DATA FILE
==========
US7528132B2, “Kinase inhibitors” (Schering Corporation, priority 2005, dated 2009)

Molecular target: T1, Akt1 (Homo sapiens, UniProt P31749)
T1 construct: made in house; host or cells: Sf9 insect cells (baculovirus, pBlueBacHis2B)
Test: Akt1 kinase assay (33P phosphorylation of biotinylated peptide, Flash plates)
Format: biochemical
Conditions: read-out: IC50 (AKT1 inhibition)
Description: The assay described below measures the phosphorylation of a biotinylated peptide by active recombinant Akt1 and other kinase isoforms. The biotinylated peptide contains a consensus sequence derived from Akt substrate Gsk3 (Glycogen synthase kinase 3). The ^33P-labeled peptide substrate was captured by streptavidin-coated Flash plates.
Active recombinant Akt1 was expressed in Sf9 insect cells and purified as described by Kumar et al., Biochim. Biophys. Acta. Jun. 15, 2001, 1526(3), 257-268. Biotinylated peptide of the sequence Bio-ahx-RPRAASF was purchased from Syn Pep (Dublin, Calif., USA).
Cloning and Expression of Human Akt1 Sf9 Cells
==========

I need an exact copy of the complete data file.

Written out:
US7528132B2, “Kinase inhibitors” (Schering Corporation, priority 2005, dated 2009)

Molecular target: T1, Akt1 (Homo sapiens, UniProt P31749)
T1 construct: made in house; host or cells: Sf9 insect cells (baculovirus, pBlueBacHis2B)
Test: Akt1 kinase assay (33P phosphorylation of biotinylated peptide, Flash plates)
Format: biochemical
Conditions: read-out: IC50 (AKT1 inhibition)
Description: The assay described below measures the phosphorylation of a biotinylated peptide by active recombinant Akt1 and other kinase isoforms. The biotinylated peptide contains a consensus sequence derived from Akt substrate Gsk3 (Glycogen synthase kinase 3). The ^33P-labeled peptide substrate was captured by streptavidin-coated Flash plates.
Active recombinant Akt1 was expressed in Sf9 insect cells and purified as described by Kumar et al., Biochim. Biophys. Acta. Jun. 15, 2001, 1526(3), 257-268. Biotinylated peptide of the sequence Bio-ahx-RPRAASF was purchased from Syn Pep (Dublin, Calif., USA).
Cloning and Expression of Human Akt1 Sf9 Cells